The available data indicate that circulating endocannabinoids come from multiple organs and tissues, including brain, muscle, adipose tissue and circulating cells. There are hints that endocannabinoids are ‘placed’ into the circulation to accomplish a specific purpose, as in the regulation of energy intake following exercise.
–C.J. Hillard, Neuropsychopharmacology
The endocannabinoid system in human beings is as much a part of us as is the endorphin (natural opioid) system or the various humoral (hormone) systems, such as estrogen, testosterone, thyroid, the sugar maintenance schemes used by the liver and pancreas, and many others.
The cannabis plant has many components which are called “cannabinoids”; that is, they fill the receptor sites in the brain that we have evolved just to engage our natural “endocannabinoids” which are automatically made when needed. However, the endocannabinoids in the human brain are different from the ones inhaled or ingested from the cannabis plant, commonly called marijuana.
Thus, the difference between the plant-derived cannabinoids and the endocannabinoids is that they come from different sources—plants and…us, respectively; the similarity is that either way, our endocannabinoid receptors are activated.
It’s all chemistry, and the many effects that endocannabinoids switch on or off are mimicked by the plant-derived cannabinoids. Depending on which receptors, the effects of “external” cannabinoids (and the natural “internal” endocannabinoids) range from activation of wellbeing, hunger, and sleepiness to inhibition of pain, anxiety, eye pressure, nausea, and a depressed appetite.
The complexity of the endocannabinoid system is becoming better understood and new drivers of endocannabinoid signaling are emerging. Modulation of the activities of the system can be therapeutic in a number of diseases. Research into the endocannabinoid system has been paralleled by the development of agents that interact with cannabinoid receptors.
-M. Maccarrone et al., Expert Review of Clinical Pharmacology
There have already been identified 66 cannabinoids identified among the over 400 different chemical compounds in the marijuana plant. Tetrahydrocannabinol (THC) is the one that produces the high, but much research has been done in altering the dose to prevent intoxication while producing its positive effects. The other two main cannabinoids being used more and more as medicine are cannabidiol (CBD) and cannabinol (CBN). Unlike THC, CBD and CBN selectively activate only certain endocannabinoid receptors, making them good candidates for targeting specific problems as remedies.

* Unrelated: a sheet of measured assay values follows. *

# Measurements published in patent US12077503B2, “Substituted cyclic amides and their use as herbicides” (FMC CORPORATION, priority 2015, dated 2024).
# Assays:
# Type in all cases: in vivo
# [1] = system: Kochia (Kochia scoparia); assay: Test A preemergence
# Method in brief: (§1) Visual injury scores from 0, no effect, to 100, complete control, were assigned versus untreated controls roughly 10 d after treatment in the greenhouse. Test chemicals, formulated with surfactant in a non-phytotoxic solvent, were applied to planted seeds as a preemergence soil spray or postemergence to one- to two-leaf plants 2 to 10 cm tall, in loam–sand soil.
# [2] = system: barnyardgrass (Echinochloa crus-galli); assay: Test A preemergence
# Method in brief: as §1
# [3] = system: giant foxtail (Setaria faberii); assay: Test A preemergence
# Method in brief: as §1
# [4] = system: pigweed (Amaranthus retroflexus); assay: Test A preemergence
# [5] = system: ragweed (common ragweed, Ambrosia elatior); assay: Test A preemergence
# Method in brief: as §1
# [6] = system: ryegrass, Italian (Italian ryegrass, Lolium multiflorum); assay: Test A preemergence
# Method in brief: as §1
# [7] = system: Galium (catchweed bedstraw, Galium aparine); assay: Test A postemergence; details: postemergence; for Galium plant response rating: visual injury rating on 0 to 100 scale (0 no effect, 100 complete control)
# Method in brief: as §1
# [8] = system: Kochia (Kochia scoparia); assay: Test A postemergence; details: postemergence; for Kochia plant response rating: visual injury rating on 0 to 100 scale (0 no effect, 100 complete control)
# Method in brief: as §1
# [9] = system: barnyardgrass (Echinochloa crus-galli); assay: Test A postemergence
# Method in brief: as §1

Cannabis is the unique source of a set of at least 66 compounds now known as cannabinoids.
–R.G. Pertwee, British Journal of Pharmacology
CBN was the first cannabinoid isolated from marijuana in the 1930s. Much of the research at that time focused on the “high” obtained from smoking it; since that time, it has been discovered that the THC is the substance that causes the inebriation, that CBN has much lower potency than THC as a psychotropic agent, and that CBD lacks psychotropic activity altogether.
This only goes to show how complex the science is within the cannabinoid system. It also demonstrates that using individual cannabinoids can be useful when targeting specific benefits.
For CBN, such benefits include the following:
The emerging picture is rather complex, but still supports the belief that more important discoveries on human physiology, and new therapies, might come in the future from new knowledge in this field.
–A. Ligestri, Physiological Reviews
As research has demonstrated, the over 60 active cannabinoids that can impact one or both of two different endocannabinoid receptors make for a lot of possibilities. Thus, not only does research into CBN demonstrate benefits in and of itself, the future is promising to fine-tune many new and innovative uses when dosing and combining with other cannabinoids with CBN are introduced into deliverables, such as cannabinoid-infused cuisine.
The understanding of endocannabinoid functions that regulate fundamental developmental processes such as cell proliferation, migration, differentiation and survival during patterning of the CNS is just beginning to unfold.
–T. Harkany, Trends in Pharmacalogical Sciences
CBN is only one of over 60 cannabinoids (66 so far) from the plant, Cannabis sativa. Now that the benefits of individualized components can be incorporated selectively via cuisine and other deliverables, the benefits can be realized without the inebriating and possibly toxic effects of the THC and from 400 different chemicals, respectively. As research advances, finally catching cannabinoids up with the knowledge of other therapeutic substances, the modern deliverables (e.g., cuisine) will only get better in targeting exact conditions and ailments which can be improved or even eliminated. However, although a nascent industry, it has already achieved a sophistication in the cannabinoid herbal and ingestible markets.
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